The 48 oval stone houses of this ceremonial village, likely constructed in the late 1600s and used by locals until 1866, were occupied only during the ceremony honoring the god Make-Make. The high point of the annual event was a competition in which prominent villagers designated servants to paddle small rafts to Motu Nui, the largest of three islets just off the coast. The first servant to find an egg of the sooty tern, a bird nesting on the islets, would swim back with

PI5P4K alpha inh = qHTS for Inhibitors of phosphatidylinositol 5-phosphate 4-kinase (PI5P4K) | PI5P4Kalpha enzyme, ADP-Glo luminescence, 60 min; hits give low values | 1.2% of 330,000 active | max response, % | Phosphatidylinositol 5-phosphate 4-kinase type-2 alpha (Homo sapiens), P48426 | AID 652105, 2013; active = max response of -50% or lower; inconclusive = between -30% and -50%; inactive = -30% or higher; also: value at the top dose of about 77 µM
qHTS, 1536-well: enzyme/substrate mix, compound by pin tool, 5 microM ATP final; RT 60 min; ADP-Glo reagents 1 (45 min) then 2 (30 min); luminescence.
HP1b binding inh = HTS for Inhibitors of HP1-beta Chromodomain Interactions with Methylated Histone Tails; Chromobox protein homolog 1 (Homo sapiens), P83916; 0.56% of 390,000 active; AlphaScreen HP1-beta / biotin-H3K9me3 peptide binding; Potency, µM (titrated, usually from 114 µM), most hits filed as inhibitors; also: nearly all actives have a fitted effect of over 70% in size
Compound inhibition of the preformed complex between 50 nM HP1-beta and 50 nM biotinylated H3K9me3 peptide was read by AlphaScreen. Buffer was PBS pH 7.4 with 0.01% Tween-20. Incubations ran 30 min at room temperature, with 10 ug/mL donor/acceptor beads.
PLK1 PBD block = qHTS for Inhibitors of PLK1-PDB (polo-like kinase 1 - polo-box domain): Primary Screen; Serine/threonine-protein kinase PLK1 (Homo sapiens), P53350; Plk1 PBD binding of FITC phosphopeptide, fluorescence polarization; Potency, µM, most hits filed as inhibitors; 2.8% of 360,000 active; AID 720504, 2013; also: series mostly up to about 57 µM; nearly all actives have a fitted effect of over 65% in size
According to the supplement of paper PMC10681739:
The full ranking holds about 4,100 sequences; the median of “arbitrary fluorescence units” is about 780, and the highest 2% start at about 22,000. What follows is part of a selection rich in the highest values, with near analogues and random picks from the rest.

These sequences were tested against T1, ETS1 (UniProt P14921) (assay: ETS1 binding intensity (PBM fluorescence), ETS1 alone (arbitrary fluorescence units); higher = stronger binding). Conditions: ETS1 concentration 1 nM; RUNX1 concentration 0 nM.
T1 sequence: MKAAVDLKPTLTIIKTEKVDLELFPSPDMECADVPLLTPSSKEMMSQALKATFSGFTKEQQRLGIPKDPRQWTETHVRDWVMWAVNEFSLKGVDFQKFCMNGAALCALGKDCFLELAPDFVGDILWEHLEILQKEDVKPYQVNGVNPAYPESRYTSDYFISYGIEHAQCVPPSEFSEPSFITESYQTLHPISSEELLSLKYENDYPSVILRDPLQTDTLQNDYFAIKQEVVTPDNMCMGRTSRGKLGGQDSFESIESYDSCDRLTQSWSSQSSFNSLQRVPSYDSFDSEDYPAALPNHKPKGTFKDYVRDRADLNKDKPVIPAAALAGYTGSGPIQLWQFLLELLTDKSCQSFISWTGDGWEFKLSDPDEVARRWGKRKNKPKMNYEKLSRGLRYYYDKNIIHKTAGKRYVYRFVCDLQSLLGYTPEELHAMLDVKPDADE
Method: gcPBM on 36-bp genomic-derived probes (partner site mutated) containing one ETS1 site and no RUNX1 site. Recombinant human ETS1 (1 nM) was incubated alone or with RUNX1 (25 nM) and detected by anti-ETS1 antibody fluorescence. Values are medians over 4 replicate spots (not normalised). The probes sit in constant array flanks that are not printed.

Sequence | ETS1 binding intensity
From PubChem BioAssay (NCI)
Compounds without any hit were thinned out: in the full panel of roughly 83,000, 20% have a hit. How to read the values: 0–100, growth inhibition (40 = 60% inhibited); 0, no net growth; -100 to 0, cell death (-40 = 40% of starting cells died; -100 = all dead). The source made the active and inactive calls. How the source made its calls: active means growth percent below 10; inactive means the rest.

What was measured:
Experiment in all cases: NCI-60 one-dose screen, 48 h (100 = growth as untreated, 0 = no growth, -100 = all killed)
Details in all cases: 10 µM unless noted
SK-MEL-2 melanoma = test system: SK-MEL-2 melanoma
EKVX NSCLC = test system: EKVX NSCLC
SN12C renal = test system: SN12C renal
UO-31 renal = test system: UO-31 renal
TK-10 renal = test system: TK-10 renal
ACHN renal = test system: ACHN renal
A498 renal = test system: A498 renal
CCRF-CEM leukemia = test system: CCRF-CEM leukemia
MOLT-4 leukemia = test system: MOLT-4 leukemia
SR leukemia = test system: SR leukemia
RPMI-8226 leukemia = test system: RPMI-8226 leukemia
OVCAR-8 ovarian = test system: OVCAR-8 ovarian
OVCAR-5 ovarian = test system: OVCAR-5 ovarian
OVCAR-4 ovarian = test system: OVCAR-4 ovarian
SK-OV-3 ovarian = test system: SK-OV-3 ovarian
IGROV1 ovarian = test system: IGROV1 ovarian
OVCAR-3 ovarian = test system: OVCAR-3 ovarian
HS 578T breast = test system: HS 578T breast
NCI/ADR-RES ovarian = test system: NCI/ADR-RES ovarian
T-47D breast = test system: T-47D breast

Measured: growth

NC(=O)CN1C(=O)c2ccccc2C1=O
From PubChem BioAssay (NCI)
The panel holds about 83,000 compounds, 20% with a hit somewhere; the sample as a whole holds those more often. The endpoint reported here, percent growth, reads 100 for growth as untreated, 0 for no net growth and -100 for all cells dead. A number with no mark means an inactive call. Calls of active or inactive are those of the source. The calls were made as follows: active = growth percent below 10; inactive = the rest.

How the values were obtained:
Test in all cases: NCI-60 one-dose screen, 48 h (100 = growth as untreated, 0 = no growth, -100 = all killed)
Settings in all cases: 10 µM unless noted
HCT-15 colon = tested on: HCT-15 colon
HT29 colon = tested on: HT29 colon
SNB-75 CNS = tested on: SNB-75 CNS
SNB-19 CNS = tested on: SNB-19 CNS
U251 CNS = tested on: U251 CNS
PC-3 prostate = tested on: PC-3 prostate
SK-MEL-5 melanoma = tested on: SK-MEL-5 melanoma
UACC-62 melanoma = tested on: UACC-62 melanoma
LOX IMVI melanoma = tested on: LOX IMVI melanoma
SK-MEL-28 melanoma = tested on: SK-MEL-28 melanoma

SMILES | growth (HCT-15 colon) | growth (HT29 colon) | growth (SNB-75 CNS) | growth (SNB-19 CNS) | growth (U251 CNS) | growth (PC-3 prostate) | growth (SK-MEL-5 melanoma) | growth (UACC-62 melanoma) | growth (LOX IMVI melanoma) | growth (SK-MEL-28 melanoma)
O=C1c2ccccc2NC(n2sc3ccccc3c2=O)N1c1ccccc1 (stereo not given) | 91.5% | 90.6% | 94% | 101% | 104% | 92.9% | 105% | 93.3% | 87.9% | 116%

the prize tucked in a special headdress. His master would become the tangata manu, or birdman, for the next year. The tangata manu was honored by being confined to a cave until the following year's ceremony. Dozens of petroglyphs depicting birdlike creatures cover nearby boulders along the rim of Rano Kau. CONAF checks but does not sell tickets here. They are sold at the airport or at the CONAF office near the Padre Sebastian Sebastian Englert Anthropological Museum, and are good for Orongo and Rano Raraku, which are currently the only sites to which there is controlled entry.